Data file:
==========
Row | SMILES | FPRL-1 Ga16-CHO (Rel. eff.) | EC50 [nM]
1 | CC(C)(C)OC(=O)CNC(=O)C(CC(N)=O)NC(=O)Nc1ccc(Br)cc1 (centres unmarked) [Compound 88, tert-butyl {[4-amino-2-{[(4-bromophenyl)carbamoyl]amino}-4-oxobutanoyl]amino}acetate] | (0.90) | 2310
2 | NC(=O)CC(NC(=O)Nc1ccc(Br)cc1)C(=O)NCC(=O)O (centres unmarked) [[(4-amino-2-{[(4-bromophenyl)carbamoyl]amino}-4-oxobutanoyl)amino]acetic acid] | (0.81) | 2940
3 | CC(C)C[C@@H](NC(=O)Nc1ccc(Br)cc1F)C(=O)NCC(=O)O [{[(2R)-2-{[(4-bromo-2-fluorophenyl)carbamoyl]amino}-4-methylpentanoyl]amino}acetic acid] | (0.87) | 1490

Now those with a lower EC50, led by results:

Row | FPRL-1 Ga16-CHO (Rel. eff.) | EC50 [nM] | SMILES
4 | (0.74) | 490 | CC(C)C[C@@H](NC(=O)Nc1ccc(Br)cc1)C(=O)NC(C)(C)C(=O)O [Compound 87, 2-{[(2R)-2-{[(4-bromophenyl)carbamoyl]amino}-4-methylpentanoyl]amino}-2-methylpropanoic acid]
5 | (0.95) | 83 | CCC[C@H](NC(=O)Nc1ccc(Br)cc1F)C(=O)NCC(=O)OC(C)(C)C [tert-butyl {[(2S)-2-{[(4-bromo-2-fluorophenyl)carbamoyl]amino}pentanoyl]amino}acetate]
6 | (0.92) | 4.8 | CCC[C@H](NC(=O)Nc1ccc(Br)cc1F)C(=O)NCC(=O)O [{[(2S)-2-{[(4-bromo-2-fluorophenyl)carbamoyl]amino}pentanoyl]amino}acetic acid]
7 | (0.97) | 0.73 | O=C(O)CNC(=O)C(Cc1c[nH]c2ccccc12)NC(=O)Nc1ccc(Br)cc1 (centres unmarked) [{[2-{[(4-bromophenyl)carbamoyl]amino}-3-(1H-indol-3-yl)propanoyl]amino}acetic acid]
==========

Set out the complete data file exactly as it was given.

Row | SMILES | FPRL-1 Ga16-CHO (Rel. eff.) | EC50 [nM]
1 | CC(C)(C)OC(=O)CNC(=O)C(CC(N)=O)NC(=O)Nc1ccc(Br)cc1 (centres unmarked) [Compound 88, tert-butyl {[4-amino-2-{[(4-bromophenyl)carbamoyl]amino}-4-oxobutanoyl]amino}acetate] | (0.90) | 2310
2 | NC(=O)CC(NC(=O)Nc1ccc(Br)cc1)C(=O)NCC(=O)O (centres unmarked) [[(4-amino-2-{[(4-bromophenyl)carbamoyl]amino}-4-oxobutanoyl)amino]acetic acid] | (0.81) | 2940
3 | CC(C)C[C@@H](NC(=O)Nc1ccc(Br)cc1F)C(=O)NCC(=O)O [{[(2R)-2-{[(4-bromo-2-fluorophenyl)carbamoyl]amino}-4-methylpentanoyl]amino}acetic acid] | (0.87) | 1490

Now those with a lower EC50, led by results:

Row | FPRL-1 Ga16-CHO (Rel. eff.) | EC50 [nM] | SMILES
4 | (0.74) | 490 | CC(C)C[C@@H](NC(=O)Nc1ccc(Br)cc1)C(=O)NC(C)(C)C(=O)O [Compound 87, 2-{[(2R)-2-{[(4-bromophenyl)carbamoyl]amino}-4-methylpentanoyl]amino}-2-methylpropanoic acid]
5 | (0.95) | 83 | CCC[C@H](NC(=O)Nc1ccc(Br)cc1F)C(=O)NCC(=O)OC(C)(C)C [tert-butyl {[(2S)-2-{[(4-bromo-2-fluorophenyl)carbamoyl]amino}pentanoyl]amino}acetate]
6 | (0.92) | 4.8 | CCC[C@H](NC(=O)Nc1ccc(Br)cc1F)C(=O)NCC(=O)O [{[(2S)-2-{[(4-bromo-2-fluorophenyl)carbamoyl]amino}pentanoyl]amino}acetic acid]
7 | (0.97) | 0.73 | O=C(O)CNC(=O)C(Cc1c[nH]c2ccccc12)NC(=O)Nc1ccc(Br)cc1 (centres unmarked) [{[2-{[(4-bromophenyl)carbamoyl]amino}-3-(1H-indol-3-yl)propanoyl]amino}acetic acid]